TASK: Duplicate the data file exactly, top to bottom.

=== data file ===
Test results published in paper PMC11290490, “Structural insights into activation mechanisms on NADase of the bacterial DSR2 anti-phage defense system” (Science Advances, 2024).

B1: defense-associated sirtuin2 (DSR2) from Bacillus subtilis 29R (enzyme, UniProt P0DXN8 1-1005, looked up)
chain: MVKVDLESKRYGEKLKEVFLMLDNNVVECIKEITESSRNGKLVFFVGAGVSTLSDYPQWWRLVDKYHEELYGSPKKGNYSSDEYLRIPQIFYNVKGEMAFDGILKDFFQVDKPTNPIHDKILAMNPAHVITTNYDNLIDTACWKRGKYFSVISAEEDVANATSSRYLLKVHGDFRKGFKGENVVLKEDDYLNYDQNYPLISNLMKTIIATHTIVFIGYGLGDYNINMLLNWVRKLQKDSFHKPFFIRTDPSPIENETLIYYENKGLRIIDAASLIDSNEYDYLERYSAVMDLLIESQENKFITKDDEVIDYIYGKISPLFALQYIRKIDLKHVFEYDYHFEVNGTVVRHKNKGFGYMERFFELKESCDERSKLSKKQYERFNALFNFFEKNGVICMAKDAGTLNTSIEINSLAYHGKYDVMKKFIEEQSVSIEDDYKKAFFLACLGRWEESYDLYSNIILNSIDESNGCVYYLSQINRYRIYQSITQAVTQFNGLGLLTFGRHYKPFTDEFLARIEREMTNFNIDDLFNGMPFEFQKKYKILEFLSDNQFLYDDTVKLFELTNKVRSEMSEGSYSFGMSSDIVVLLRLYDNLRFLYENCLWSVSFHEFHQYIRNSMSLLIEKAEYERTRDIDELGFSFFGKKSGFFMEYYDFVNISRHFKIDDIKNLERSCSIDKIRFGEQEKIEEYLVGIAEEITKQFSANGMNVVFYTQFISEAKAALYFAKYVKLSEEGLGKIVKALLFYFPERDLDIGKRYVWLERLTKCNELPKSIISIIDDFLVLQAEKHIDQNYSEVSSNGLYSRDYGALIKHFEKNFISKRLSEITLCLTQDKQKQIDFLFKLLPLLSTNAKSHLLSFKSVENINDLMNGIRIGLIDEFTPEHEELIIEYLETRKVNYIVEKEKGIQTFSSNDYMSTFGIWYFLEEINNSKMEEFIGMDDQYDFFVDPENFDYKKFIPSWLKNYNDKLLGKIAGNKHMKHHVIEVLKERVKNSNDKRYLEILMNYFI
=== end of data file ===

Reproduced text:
Test results published in paper PMC11290490, “Structural insights into activation mechanisms on NADase of the bacterial DSR2 anti-phage defense system” (Science Advances, 2024).

B1: defense-associated sirtuin2 (DSR2) from Bacillus subtilis 29R (enzyme, UniProt P0DXN8 1-1005, looked up)
chain: MVKVDLESKRYGEKLKEVFLMLDNNVVECIKEITESSRNGKLVFFVGAGVSTLSDYPQWWRLVDKYHEELYGSPKKGNYSSDEYLRIPQIFYNVKGEMAFDGILKDFFQVDKPTNPIHDKILAMNPAHVITTNYDNLIDTACWKRGKYFSVISAEEDVANATSSRYLLKVHGDFRKGFKGENVVLKEDDYLNYDQNYPLISNLMKTIIATHTIVFIGYGLGDYNINMLLNWVRKLQKDSFHKPFFIRTDPSPIENETLIYYENKGLRIIDAASLIDSNEYDYLERYSAVMDLLIESQENKFITKDDEVIDYIYGKISPLFALQYIRKIDLKHVFEYDYHFEVNGTVVRHKNKGFGYMERFFELKESCDERSKLSKKQYERFNALFNFFEKNGVICMAKDAGTLNTSIEINSLAYHGKYDVMKKFIEEQSVSIEDDYKKAFFLACLGRWEESYDLYSNIILNSIDESNGCVYYLSQINRYRIYQSITQAVTQFNGLGLLTFGRHYKPFTDEFLARIEREMTNFNIDDLFNGMPFEFQKKYKILEFLSDNQFLYDDTVKLFELTNKVRSEMSEGSYSFGMSSDIVVLLRLYDNLRFLYENCLWSVSFHEFHQYIRNSMSLLIEKAEYERTRDIDELGFSFFGKKSGFFMEYYDFVNISRHFKIDDIKNLERSCSIDKIRFGEQEKIEEYLVGIAEEITKQFSANGMNVVFYTQFISEAKAALYFAKYVKLSEEGLGKIVKALLFYFPERDLDIGKRYVWLERLTKCNELPKSIISIIDDFLVLQAEKHIDQNYSEVSSNGLYSRDYGALIKHFEKNFISKRLSEITLCLTQDKQKQIDFLFKLLPLLSTNAKSHLLSFKSVENINDLMNGIRIGLIDEFTPEHEELIIEYLETRKVNYIVEKEKGIQTFSSNDYMSTFGIWYFLEEINNSKMEEFIGMDDQYDFFVDPENFDYKKFIPSWLKNYNDKLLGKIAGNKHMKHHVIEVLKERVKNSNDKRYLEILMNYFI